It’s fair to say that Venetian Shoe Cream is the go-to product for conditioning boots. Whether you’re talking about boots that are outdoorsy or dressy, practically every company from so-so Thorogood to top-tier Viberg recommend you pair your purchase with a bottle of VSC.
For this piece I interviewed Philip Collias, the CEO of the company that makes Venetian Shoe Cream, to explore its uses, what we know about the formula, and the right way to use it.
Venetian Shoe Cream Ingredients
VSC is described as containing “fine oils, gentle cleaners and imported waxes formulated to clean, condition, preserve and polish all smooth leather footwear and articles.”
Here’s the thing: we don’t know what’s in it. The precise formula and even the ingredients are kept secret by Zoes Mfg Co, the manufacturers of the product, to keep anyone from stealing or mimicking the formula. As industry practice, it makes some sense and to be clear, it’s not all that unusual. (This is also true for the boot industry; Tricker’s and Sagara are just two companies that refuse to reveal their tanneries.)
I grilled Collias and couldn’t get much out of him, but what we do know is that it contains a blend of six or seven different waxes, each with their own purpose: one moisturizes, one shines, one preserves, and so on.
We also have some clues as to what it doesn’t contain: there are no thickeners or silicone or waterproofers.
“What will hurt the leather is silicones and waterproofers,” he says, noting that waterproofing sprays are typically silicone-based. “That adds a coating and it’s very difficult to get off once it’s on because it penetrates into the pores. It does waterproof, but I would recommend not using it unless it’s an absolute last resort.”
Finally, it’s worth noting that the product contains petroleum distillates. Some worry that they can draw color out of leather, but by and large this product is seen as the ideal all rounder for taking care of nice leather.
[Don’t miss my full article on The Right Way to Waterproof Nice Boots!]
How to Use Venetian Shoe Cream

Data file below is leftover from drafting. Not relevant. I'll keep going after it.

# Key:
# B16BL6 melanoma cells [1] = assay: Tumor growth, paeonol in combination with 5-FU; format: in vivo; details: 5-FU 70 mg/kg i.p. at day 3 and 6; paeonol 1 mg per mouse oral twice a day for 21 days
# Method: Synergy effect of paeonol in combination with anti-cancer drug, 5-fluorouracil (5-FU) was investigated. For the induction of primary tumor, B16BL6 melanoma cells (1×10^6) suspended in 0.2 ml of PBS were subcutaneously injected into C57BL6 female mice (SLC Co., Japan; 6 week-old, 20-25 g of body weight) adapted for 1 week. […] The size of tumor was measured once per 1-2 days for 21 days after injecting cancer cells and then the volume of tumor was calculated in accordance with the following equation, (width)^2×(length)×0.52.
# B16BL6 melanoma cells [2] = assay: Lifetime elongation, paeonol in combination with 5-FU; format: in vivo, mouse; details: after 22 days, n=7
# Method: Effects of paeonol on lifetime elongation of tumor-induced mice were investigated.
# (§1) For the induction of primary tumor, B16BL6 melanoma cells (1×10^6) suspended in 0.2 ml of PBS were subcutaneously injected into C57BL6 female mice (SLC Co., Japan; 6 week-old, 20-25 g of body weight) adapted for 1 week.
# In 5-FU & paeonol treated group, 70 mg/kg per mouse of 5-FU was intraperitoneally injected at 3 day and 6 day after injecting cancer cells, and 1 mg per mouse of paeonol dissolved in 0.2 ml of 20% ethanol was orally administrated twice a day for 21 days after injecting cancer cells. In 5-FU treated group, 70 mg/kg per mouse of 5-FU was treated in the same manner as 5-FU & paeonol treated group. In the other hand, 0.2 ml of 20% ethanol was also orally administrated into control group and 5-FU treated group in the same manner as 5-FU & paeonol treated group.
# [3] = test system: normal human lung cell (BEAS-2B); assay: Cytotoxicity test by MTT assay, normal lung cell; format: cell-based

1. Wipe clean with a rag or a horsehair brush
It’s important to remove impurities from the leather before conditioning, plus vigorously brushing with a horsehair brush can help to move the oils and waxes inside the leather around, helping to remove scratches.
2. Apply a dime-sized amount of cream to a rag and work into all the creases
Once there’s no more on the rag, add some more. While everyone likes to complain about people who use too much VSC, the general idea is to leave a thin film of it on the boot. So…
3. Buff with a horsehair brush
Again, this helps to generate some warmth so that the oils and waxes in the leather and the Venetian Shoe Cream can move around and better moisturize the leather.
4. Let the boots sit for 24 hours before wearing
This is ideal to help the moisture set in to the boots and to keep the petrol smell from funking up your socks.
[Learn more about how to take care of Chromexcel leather here.]
Venetian Shoe Cream Price
I think this product is pretty well priced — it’s right in the middle of the line for shoe conditioners.
So Venetian Shoe Cream is a pretty decent deal.
[Learn more about care: Red Wing Boot Oil vs. Mink Oil – Which Is Best for Your Boots?]
Venetian Shoe Cream Pros and Cons
- Medium shine
- Can be used on many leathers
- Doesn’t change color much, especially relative to mink oil
- Well priced
- Proprietary ingredient list
- No pigment, so it’s a bit harder to hide scuffs
- Contains solvents
- Smells like petroleum
If you haven’t yet, check out the video above where I apply the Venetian Shoe Cream to some boots in need of love and you’ll see how it’s quite effective at removing scratches and restoring lustre to leather. It won’t make your boots totally water resistant and this neutral colored cream is not the best at polishing boots and hiding scuffs, but it’s a great bet for folks who want healthier, moister leather without running the risk of darkening or dramatically altering the appearance.
Latest posts by Nick (see all)
- Leather Honey Review: Does It Cover Up Scuffs? - July 16, 2019
- Review: The Taft Dragon 2.0 Boot Nails the Balance of Weird and Stylish - July 1, 2019
- Oni Shin Secret Denim Review – Stretchy Selvedge Jeans? - June 22, 2019